Because, today, my phone’s ringing. It’s a number I don’t recognize, one that’s rung through a few times this week, and my phone tells me it’s in LA. I don’t know anyone in LA. So it’s … something automated. In any case, today I answered it instead of ignoring it.

It was MSF. If there’s anyone who can call me and ask for money and not irritate me, it’s Doctors Without Borders. Those people are heroes. I give them a couple hundred dollars a year, in monthly installments, and have for years. And every now and again they call and ask for a one-time donation for a project, or for an increase in my monthly gift.  And I always, always, always say yes.

Because… well. They have the sucker punch of telling me about “refugees from Somalia… children facing malnutrition… outbreak of cholera…” and then asking, “can you give an additional $5 a month?” as I look at 3 dollars in snacks on my desk this afternoon… Yes. Here. $5 more a month is fine. I have to stop myself from babbling. “Also, take my car. Would a cat help? How about some cute shoes? I have a lot of those.”



Bright blue ones. Blue suede ones.


He bought them for me as a gift while he was in Rome, and they were part of an emotional turning point for me.

They really are that bright; that’s an unedited iPhone photo.

Whenever I wear them, people notice them. And compliment them. Six today — two men and four women — one of them a student who audibly said, “Oh my gosh, those are awesome shoes” as I walked past her.

They ask for attention. They demand notice. They are not subtle shoes.

I am not often a subtle woman. I demand notice. I ask for attention.

He knows that.

I love them.

Today, sadly, they’re killing my bunion like they never have before. I think my foot’s getting worse. Reality is intruding into my symbol-laden fun, and I disapprove.


I woke up this morning around 8 with a screaming headache, my personal hell kind of trigger migraine. They’re caused by muscle tension and exacerbated by sinus problems, and I spent all of yesterday with my laptop in bad postural positions that cramped up my back and neck, then a storm system blew in last night and the pressure change wreaked havoc on my sinuses. So I stumbled out of bed, blindly swallowed some Sudafed and Excedrin, and crawled back into bed. Justin was up, and suggested Claritin, brought me water and a pill, and helped me make a nest of pillows to lie on.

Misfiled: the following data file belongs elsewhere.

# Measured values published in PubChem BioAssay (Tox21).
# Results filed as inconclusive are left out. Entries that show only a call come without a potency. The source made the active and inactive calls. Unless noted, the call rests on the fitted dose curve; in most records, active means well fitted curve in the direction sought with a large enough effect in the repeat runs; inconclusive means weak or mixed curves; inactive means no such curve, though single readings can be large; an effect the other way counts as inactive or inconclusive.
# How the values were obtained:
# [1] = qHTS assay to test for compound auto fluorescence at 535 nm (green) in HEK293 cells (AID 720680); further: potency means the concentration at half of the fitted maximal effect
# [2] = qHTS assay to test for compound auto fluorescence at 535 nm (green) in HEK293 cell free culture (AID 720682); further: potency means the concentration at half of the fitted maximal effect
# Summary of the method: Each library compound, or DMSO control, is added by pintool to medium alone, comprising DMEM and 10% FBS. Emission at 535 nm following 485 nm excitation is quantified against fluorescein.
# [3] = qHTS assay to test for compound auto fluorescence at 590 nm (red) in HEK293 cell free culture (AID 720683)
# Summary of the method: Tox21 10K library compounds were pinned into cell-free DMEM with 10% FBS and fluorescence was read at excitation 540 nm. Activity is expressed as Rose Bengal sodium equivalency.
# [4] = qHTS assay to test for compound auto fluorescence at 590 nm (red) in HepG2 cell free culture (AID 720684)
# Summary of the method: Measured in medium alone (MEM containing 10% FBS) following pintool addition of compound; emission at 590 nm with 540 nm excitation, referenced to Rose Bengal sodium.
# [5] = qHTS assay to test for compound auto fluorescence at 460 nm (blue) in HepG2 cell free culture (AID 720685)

When I woke up three hours later my headache was gone. I still have that feeling like it’s following me around — like there’s a headache lurking three inches behind my head, and if I turn too fast it’ll pounce on me — but mostly, I’m okay now.


And I have this small mental smile about the non-judgemental, cheerful way that Justin reacts to Jenica-in-pain. I’m not pleasant when the world feels too bright and too loud and every movement stabs me somewhere, and I know it. As I listen to myself whine and grumble in those moments there’s a part of my brain that can see it and thinks “stop that!”, but I’m not in full control. The pain is. And he just glides right by the cranky, and helps me. 

There’s a true give and take to that which feels like a gift. Yesterday he made waffles. Today I’ll make enchiladas. Today he helped with my headache. Later I’ll help with his job stuff. We’re sitting the other way, this afternoon — my feet are in his lap, not my head. But regardless, I’m feeling like this comfortable partnership is something to cherish, and be grateful for. It has the same clean, relaxing feeling as waking up after a migraine. A kind of “Oh, yes, that’s how I’m supposed to feel”, and it brings me just as much comfort.




There’s a filter on my camera that makes things look like dramatic old hand-tinted postcards. Like a place that was never real, like somewhere you dream of but never see, no matter how hard you look.

It made my mountain look like a dream.

Today, that mountain on that lake… they feel like a dream. I had a vacation… I was there… just last week? 10 days ago? An eternity ago.

Like vacations, my lake is a fleeting part of my life, one that runs when I try to grab it and slips away if I’m not paying close enough attention. But when I’m there, when I’m in it…